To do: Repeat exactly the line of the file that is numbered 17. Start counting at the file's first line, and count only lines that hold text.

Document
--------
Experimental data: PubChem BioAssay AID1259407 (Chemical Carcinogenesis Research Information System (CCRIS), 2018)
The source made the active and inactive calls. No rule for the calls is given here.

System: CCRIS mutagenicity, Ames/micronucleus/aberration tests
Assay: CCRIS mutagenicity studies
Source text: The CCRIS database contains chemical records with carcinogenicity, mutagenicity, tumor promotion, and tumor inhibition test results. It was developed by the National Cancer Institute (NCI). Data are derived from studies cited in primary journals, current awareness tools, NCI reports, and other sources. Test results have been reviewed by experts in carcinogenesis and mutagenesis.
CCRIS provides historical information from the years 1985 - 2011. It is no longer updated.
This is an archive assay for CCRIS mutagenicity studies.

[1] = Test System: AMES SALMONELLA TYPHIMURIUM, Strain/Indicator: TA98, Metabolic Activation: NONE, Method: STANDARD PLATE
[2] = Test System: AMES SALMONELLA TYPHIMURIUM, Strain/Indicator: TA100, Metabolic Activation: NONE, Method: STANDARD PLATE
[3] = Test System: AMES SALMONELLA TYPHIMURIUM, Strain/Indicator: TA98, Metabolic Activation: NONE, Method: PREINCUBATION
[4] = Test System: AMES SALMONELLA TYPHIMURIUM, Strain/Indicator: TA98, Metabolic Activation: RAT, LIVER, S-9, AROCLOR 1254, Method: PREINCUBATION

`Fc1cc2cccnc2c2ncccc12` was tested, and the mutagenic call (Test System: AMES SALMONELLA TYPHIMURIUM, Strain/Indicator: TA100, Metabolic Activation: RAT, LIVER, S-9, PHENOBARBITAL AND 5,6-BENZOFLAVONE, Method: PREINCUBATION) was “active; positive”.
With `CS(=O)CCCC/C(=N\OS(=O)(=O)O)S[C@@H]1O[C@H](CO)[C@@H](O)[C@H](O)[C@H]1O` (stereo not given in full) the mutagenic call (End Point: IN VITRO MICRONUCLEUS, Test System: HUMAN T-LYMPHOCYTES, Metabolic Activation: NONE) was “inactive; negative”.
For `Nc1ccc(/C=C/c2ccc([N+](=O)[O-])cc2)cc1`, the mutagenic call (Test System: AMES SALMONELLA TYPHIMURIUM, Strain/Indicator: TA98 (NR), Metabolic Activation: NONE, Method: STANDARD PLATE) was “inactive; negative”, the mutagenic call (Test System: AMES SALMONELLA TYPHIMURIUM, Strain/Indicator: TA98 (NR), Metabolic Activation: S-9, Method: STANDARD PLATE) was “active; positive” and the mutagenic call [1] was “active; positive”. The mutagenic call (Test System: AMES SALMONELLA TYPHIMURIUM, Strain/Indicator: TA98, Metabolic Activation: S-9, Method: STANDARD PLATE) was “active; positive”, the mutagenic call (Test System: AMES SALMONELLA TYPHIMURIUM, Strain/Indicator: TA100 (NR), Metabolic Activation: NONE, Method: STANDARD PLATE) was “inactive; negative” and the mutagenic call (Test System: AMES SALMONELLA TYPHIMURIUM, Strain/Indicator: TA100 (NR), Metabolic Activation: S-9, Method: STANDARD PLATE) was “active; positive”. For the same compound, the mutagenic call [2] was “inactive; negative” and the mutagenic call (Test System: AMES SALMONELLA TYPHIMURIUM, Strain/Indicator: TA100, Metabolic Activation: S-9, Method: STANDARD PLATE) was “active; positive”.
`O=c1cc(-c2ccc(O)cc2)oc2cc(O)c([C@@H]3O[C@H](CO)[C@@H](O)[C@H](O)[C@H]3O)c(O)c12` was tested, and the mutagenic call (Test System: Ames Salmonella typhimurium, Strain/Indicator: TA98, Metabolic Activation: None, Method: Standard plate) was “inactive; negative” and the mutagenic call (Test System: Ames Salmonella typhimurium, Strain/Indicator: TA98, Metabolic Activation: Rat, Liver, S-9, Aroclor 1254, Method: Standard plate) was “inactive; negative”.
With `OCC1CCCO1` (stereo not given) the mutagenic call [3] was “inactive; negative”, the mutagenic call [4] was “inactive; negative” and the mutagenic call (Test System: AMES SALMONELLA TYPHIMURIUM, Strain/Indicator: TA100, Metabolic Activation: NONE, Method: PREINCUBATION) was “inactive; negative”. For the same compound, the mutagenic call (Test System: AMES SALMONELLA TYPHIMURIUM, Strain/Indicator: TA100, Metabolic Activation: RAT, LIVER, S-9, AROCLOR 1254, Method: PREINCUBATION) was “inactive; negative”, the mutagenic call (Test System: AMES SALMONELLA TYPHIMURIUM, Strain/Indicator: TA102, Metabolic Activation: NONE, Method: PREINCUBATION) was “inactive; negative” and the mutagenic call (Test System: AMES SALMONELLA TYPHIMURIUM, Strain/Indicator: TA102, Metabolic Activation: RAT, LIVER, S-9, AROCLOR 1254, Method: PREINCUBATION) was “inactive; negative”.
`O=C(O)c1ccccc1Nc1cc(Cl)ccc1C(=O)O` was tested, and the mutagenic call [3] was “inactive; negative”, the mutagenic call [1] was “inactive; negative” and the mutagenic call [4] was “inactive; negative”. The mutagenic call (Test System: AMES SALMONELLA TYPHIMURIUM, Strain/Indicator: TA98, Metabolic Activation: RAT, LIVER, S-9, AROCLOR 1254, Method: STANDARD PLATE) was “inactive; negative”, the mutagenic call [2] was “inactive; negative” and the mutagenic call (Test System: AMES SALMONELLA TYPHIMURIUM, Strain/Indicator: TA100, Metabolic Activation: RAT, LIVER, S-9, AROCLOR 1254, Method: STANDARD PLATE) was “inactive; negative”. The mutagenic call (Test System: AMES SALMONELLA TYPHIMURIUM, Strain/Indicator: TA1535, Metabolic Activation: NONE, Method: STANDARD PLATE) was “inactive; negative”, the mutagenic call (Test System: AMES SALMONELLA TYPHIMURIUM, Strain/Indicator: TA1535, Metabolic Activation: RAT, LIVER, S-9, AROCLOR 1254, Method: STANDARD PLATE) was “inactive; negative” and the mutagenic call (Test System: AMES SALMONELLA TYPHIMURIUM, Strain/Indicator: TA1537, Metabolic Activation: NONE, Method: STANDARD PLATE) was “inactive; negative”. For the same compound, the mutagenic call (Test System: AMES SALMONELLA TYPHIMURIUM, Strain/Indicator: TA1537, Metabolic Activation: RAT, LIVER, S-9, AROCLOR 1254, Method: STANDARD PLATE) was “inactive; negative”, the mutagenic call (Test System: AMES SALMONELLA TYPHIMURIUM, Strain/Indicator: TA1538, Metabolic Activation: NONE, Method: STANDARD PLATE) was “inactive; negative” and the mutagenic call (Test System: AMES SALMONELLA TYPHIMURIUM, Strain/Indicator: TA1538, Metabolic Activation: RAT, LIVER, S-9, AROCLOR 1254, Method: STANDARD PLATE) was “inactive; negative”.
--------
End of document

`O=C(O)c1ccccc1Nc1cc(Cl)ccc1C(=O)O` was tested, and the mutagenic call [3] was “inactive; negative”, the mutagenic call [1] was “inactive; negative” and the mutagenic call [4] was “inactive; negative”. The mutagenic call (Test System: AMES SALMONELLA TYPHIMURIUM, Strain/Indicator: TA98, Metabolic Activation: RAT, LIVER, S-9, AROCLOR 1254, Method: STANDARD PLATE) was “inactive; negative”, the mutagenic call [2] was “inactive; negative” and the mutagenic call (Test System: AMES SALMONELLA TYPHIMURIUM, Strain/Indicator: TA100, Metabolic Activation: RAT, LIVER, S-9, AROCLOR 1254, Method: STANDARD PLATE) was “inactive; negative”. The mutagenic call (Test System: AMES SALMONELLA TYPHIMURIUM, Strain/Indicator: TA1535, Metabolic Activation: NONE, Method: STANDARD PLATE) was “inactive; negative”, the mutagenic call (Test System: AMES SALMONELLA TYPHIMURIUM, Strain/Indicator: TA1535, Metabolic Activation: RAT, LIVER, S-9, AROCLOR 1254, Method: STANDARD PLATE) was “inactive; negative” and the mutagenic call (Test System: AMES SALMONELLA TYPHIMURIUM, Strain/Indicator: TA1537, Metabolic Activation: NONE, Method: STANDARD PLATE) was “inactive; negative”. For the same compound, the mutagenic call (Test System: AMES SALMONELLA TYPHIMURIUM, Strain/Indicator: TA1537, Metabolic Activation: RAT, LIVER, S-9, AROCLOR 1254, Method: STANDARD PLATE) was “inactive; negative”, the mutagenic call (Test System: AMES SALMONELLA TYPHIMURIUM, Strain/Indicator: TA1538, Metabolic Activation: NONE, Method: STANDARD PLATE) was “inactive; negative” and the mutagenic call (Test System: AMES SALMONELLA TYPHIMURIUM, Strain/Indicator: TA1538, Metabolic Activation: RAT, LIVER, S-9, AROCLOR 1254, Method: STANDARD PLATE) was “inactive; negative”.